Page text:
Camponotus wiederkehri and perjurus species-groups

AntWiki: The Ants --- Online
Jump to navigation Jump to search

Among the Australian fauna, Shattuck & McArthur (2002) recognized and revised two species groups, those of wiederkehri and perjurus. What follows are verbatim group definitions and keys from their work:


Definition of the C. wiederkehri species group

Members of the C. wiederkehri species group can be separated from other Australian Camponotus by the presence of a cluster of four or more distinct elongate curved or "J" -shaped hairs on the base of the mentum (near the posterior region of the buccal cavity) in all worker castes (Fig. I). In a few species related to C. ephippium similar hairs are present but these are scattered along the length of the mentum rather than being present as a posterior cluster.


Complexes within the C. wiederkehri species group

The C. wiederkehri species group can be divided into four complexes as follows. While it is likely that these complexes represent monophyletic groups (and there is no evidence that they do not) synapomorphies supporting these groupings have not been sought in this study. It is more appropriate for these studies to be developed as a holistic study of the genus.

1. aurocinctus complex: Includes C. arenatus, aurocinctus, owensae, setosus and versicolor. This complex is defined by the presence of a distinct and angular metanotal groove in minor workers which is depressed (sometimes only slightly) below the anterior region of the propodeum (Figs 3, 8, 9).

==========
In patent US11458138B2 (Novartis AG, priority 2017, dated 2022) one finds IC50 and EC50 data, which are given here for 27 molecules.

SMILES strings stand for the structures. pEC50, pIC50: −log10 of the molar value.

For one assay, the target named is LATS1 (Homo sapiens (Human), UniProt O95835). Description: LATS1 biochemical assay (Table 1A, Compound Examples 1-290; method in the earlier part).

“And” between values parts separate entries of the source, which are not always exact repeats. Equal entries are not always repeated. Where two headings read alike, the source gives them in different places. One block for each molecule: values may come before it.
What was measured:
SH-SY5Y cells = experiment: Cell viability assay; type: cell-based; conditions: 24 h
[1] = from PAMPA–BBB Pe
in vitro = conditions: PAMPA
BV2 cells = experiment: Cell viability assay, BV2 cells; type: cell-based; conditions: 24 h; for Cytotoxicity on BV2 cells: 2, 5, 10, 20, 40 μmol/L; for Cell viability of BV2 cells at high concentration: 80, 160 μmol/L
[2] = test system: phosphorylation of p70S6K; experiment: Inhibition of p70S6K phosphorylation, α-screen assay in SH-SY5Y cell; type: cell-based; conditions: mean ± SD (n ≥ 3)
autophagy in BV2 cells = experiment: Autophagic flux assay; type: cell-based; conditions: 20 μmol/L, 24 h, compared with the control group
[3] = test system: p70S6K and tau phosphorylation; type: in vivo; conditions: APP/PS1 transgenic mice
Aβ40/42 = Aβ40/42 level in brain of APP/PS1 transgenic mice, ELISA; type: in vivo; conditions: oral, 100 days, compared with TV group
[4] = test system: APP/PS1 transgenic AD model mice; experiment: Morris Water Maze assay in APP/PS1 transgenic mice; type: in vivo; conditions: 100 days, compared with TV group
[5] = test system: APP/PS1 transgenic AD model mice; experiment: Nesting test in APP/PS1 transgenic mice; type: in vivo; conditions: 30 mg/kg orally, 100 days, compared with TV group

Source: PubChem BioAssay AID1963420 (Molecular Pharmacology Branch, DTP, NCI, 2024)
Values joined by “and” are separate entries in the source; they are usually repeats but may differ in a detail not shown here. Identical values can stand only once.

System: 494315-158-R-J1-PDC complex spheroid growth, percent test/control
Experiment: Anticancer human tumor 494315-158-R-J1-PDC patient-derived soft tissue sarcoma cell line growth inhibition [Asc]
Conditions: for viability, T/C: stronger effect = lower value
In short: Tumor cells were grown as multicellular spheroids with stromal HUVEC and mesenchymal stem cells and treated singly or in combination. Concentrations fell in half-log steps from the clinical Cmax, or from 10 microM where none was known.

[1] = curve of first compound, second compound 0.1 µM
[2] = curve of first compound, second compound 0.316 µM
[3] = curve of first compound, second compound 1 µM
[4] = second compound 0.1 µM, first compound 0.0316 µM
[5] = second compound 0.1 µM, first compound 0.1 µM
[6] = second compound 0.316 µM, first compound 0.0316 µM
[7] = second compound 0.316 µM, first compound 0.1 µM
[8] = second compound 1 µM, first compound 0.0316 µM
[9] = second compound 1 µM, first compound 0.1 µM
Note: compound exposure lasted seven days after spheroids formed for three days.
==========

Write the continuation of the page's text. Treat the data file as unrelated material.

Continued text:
2. ceriseipes complex: Includes C. ceriseipes, donnellani, prosseri and rufonigrus. In this complex the posterior section of the mesonotum is weakly but distinctly convex immediately anterior of the metanotal groove (more so in minors, less so in majors) and the metanotal groove in minors varies from a distinct angle to a shallow concavity (Figs 12, 14, 18, 34, 36).

3. postcornutus complex: Includes C. postcornutus. In this complex the entire mesosoma in minor workers is strongly arched, lacks a metanotal groove and the posterior face of the propodeum is only weakly differentiated from the dorsal face (Fig. 31 ); in major workers the posterior comers of the head taper rearv.ards into blunt protuberances (Figs 28, 29).

4. terebrans complex: Includes C. gouldianus, terebrans and wiederkehri. In this complex the posterior section of the mesonotum is flat (or nearly so) immediately anterior of the metanotal groove and the metanotal groove in minor workers is absent or weakly developed (Figs 23, 47, 58).


Definition of the C. perjurus species group

This species group is recognised by having the head produced upwards so that its attachment to the pronotum is well below its upper margin (Fig. 61 ). It has a reduced number of hairs on the mentum compared to species of the wiederkehri group, approaching the arrangement found in relatives of C. ephippium. This group contains a single species, C. perjurus (AntWiki), described below.


Key to workers of the Camponotus wiederkehri species group

1. Erect hairs present on all surfaces of tibiae ...... 2

- Erect hairs absent from outer surfaces of tibiae, inner surface with a double-row (although appressed pubescence may be present) ............ .4


2. Metanotal groove in minor worker a distinct but sometimes shallow trough (Fig. 42); known only from the Kimberley region of northern Western Australia (Fig. 43) .................................... setosus

-Metanotal groove in minor worker weakly developed (Fig. 23) or absent (Fig. 47); known only from southern Australia (Figs 24, 48) ....... 3


3. Number of erect hairs on propodeum greater than 40; pubescence on head and gaster abundant and with individual hairs overlapping; summit of petiolar node in profile rounded in minor workers (Fig. 23), a blunt angle in major workers (Fig. 21) .......................... . ......... gouldianus

- Number of erect hairs on propodeum less than 25; pubescence on head and gaster sparse and with individual hairs generally non-overlapping or at most only slightly overlapping; summit of petiolar node in profile angular in both minor and major workers (Figs 45, 47) ................. terebrans